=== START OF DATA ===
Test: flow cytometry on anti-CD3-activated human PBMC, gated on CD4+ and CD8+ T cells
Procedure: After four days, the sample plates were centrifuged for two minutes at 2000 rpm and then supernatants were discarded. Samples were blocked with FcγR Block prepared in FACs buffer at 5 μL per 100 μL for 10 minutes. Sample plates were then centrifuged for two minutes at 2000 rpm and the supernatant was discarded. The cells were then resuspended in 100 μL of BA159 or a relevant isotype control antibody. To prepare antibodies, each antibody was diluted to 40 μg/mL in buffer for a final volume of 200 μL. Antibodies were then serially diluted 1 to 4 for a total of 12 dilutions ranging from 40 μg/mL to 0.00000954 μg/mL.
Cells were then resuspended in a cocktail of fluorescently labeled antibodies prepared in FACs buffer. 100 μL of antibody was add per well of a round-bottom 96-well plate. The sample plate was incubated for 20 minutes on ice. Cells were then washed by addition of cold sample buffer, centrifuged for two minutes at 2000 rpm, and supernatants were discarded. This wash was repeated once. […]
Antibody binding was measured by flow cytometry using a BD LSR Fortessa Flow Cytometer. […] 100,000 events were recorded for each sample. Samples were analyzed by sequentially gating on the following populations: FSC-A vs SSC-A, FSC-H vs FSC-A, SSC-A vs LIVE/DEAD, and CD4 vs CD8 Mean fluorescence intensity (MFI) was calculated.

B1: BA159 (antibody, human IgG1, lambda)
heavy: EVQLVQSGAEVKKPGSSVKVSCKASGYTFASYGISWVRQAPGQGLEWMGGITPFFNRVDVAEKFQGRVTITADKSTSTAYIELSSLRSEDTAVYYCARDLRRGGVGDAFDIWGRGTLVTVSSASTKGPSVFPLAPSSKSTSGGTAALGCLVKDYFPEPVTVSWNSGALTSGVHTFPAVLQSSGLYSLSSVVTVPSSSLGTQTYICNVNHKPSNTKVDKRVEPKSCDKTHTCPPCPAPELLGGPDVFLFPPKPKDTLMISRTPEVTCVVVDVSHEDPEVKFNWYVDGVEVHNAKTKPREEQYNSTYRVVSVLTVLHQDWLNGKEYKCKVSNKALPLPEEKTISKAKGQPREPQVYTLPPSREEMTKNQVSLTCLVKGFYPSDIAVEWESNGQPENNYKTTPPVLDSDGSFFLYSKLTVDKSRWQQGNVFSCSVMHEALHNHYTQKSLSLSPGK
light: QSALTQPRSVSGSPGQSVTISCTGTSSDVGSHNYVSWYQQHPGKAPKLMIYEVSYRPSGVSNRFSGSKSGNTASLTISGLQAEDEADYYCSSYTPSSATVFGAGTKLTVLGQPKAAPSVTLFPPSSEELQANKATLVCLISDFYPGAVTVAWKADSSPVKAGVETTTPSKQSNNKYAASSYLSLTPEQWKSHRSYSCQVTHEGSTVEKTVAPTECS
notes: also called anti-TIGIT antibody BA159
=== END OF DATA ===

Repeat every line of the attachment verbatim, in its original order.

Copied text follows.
Test: flow cytometry on anti-CD3-activated human PBMC, gated on CD4+ and CD8+ T cells
Procedure: After four days, the sample plates were centrifuged for two minutes at 2000 rpm and then supernatants were discarded. Samples were blocked with FcγR Block prepared in FACs buffer at 5 μL per 100 μL for 10 minutes. Sample plates were then centrifuged for two minutes at 2000 rpm and the supernatant was discarded. The cells were then resuspended in 100 μL of BA159 or a relevant isotype control antibody. To prepare antibodies, each antibody was diluted to 40 μg/mL in buffer for a final volume of 200 μL. Antibodies were then serially diluted 1 to 4 for a total of 12 dilutions ranging from 40 μg/mL to 0.00000954 μg/mL.
Cells were then resuspended in a cocktail of fluorescently labeled antibodies prepared in FACs buffer. 100 μL of antibody was add per well of a round-bottom 96-well plate. The sample plate was incubated for 20 minutes on ice. Cells were then washed by addition of cold sample buffer, centrifuged for two minutes at 2000 rpm, and supernatants were discarded. This wash was repeated once. […]
Antibody binding was measured by flow cytometry using a BD LSR Fortessa Flow Cytometer. […] 100,000 events were recorded for each sample. Samples were analyzed by sequentially gating on the following populations: FSC-A vs SSC-A, FSC-H vs FSC-A, SSC-A vs LIVE/DEAD, and CD4 vs CD8 Mean fluorescence intensity (MFI) was calculated.

B1: BA159 (antibody, human IgG1, lambda)
heavy: EVQLVQSGAEVKKPGSSVKVSCKASGYTFASYGISWVRQAPGQGLEWMGGITPFFNRVDVAEKFQGRVTITADKSTSTAYIELSSLRSEDTAVYYCARDLRRGGVGDAFDIWGRGTLVTVSSASTKGPSVFPLAPSSKSTSGGTAALGCLVKDYFPEPVTVSWNSGALTSGVHTFPAVLQSSGLYSLSSVVTVPSSSLGTQTYICNVNHKPSNTKVDKRVEPKSCDKTHTCPPCPAPELLGGPDVFLFPPKPKDTLMISRTPEVTCVVVDVSHEDPEVKFNWYVDGVEVHNAKTKPREEQYNSTYRVVSVLTVLHQDWLNGKEYKCKVSNKALPLPEEKTISKAKGQPREPQVYTLPPSREEMTKNQVSLTCLVKGFYPSDIAVEWESNGQPENNYKTTPPVLDSDGSFFLYSKLTVDKSRWQQGNVFSCSVMHEALHNHYTQKSLSLSPGK
light: QSALTQPRSVSGSPGQSVTISCTGTSSDVGSHNYVSWYQQHPGKAPKLMIYEVSYRPSGVSNRFSGSKSGNTASLTISGLQAEDEADYYCSSYTPSSATVFGAGTKLTVLGQPKAAPSVTLFPPSSEELQANKATLVCLISDFYPGAVTVAWKADSSPVKAGVETTTPSKQSNNKYAASSYLSLTPEQWKSHRSYSCQVTHEGSTVEKTVAPTECS
notes: also called anti-TIGIT antibody BA159